Forecasting as compression
Intelligent agents need to forecast future events - to understand the
potential consequences of their possible actions.
Forecasting has a close link with stream compression. However, that link is
not necessarily obvious. This page gives details about the extent to which
forecasting is equivalent to stream compression.
Compression - the basics
The basics of the analogy between stream compression and forecasting is based
on the details of how stream compression systems work. Such systems develop a
model of the stream they are compressing - and then use a coding scheme to
represent that symbol compactly in an output stream.
Various coding schemes exist:
Arithmetic coding - and so on.
Many of these are close to optimal. The interesting part of stream compression
systems lies in the model of the stream.
The output of the model is the probability of the next symbol being seen -
as it would have been calculated before it was observed. It is that symbol's
surprise value - from the perspective of the compression system.
Unsuprising symbols are then assigned short output codes, and suprising
symbols are given longer ones. With an accurate data model, this results in
compression of the input stream.
The link to forecasting
From this description, the link to forecasting is fairly easily seen. The
compression system forms an estimate of the probability of each symbol being
observed. Since it could potentially observe any symbol, it
must be able to form an estimate for each possible symbol. That is a
forcast forward of one step. This forecast can then be extended out into the
future - by iterating the process - by imagining streams of input data, and
calculating their cumulative probabilities. This process provides a
complete forecast, potentially covering the entire range of future
The analogy works the other way around too. If you have a complete
forecasting system, you can use that to construct a stream compressor, based
on its forecasted probabilities.
If you have a complete forecast, you can use it to compress.
However, in practice, many forecasts are partial. Partial
forecasts can be used to compress too, though not so well.
Partial forecasts can take various forms. They may skip out
probability information. For example, Google Instant just lists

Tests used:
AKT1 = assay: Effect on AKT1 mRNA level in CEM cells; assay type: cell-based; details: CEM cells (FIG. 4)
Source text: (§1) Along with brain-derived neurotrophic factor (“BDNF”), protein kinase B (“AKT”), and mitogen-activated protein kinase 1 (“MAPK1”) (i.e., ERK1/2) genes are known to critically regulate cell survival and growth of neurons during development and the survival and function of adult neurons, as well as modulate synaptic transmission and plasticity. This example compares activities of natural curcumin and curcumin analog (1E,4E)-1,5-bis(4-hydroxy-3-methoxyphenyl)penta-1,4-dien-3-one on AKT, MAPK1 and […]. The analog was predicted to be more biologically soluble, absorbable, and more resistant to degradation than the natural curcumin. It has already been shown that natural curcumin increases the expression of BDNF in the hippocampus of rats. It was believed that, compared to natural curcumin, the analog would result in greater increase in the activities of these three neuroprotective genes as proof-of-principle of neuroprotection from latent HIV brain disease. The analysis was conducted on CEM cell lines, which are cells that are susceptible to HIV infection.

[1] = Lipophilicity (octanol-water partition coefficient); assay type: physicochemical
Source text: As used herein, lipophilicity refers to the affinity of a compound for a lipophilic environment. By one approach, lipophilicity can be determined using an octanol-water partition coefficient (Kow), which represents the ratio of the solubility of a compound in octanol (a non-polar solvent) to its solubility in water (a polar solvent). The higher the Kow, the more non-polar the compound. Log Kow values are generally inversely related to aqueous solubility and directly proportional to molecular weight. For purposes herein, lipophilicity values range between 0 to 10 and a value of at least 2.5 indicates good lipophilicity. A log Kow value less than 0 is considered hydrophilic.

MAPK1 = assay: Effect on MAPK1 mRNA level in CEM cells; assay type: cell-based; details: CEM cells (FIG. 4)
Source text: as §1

the likely inputs, not their probabilities. However, the predictor - if
it is behaving sensibly - usually has access to the probabilities. So,
this kind of partial forecast is usually just missing out
information the forecaster has access to anyway.
The other kind of partial forecast involves missing out some
Google's auto-complete just shows you the top ten results. That
doesn't reveal much about the probabilities for most of the available
outcomes. Again, you could still use the revealed information to compress
- for example, by assuming a universal prior distribution for the
"missing" strings - but it wouldn't be very efficient.
There's a case to be made that some forecasters might want to
specialize in making partial forecasts. This allows them to
devote their attention to the few cases that they are interested in, and
pay little attention to the rest.
Compressors can do something like that too, though. For instance, if the
top symbol accounts for 98% of the probability distribution, then time
may be better spent on speculatively going on to process the next symbol
after that - before the symbol before it has been observed - rather than
generating a more complete forecast for the current symbol - which
probably would not be used anyway.
I think any asymmetry here is likely to be a fairly minor one.
Often what is wanted is a general forecast - and focusing on specific
paths can be dealt with by using tree pruning.
Decompression / reversibility
There are a couple of reasons for making sure a stream compressor
used for forecasting purposes is reversible.
One is to allow memories to be replayed - and reevaluated at leisure.
Another is to do with exploring possible future trees. There, the far
edge of a future forecast involves a branching tree of possible futures.
To explore the twigs it is convienent to be able to undo observations.
This saves the trouble of repeatedly backing up the tree.
This is roughly the equivalent of using a decompressor. Note though that
being able to run information small distances forwards and backwards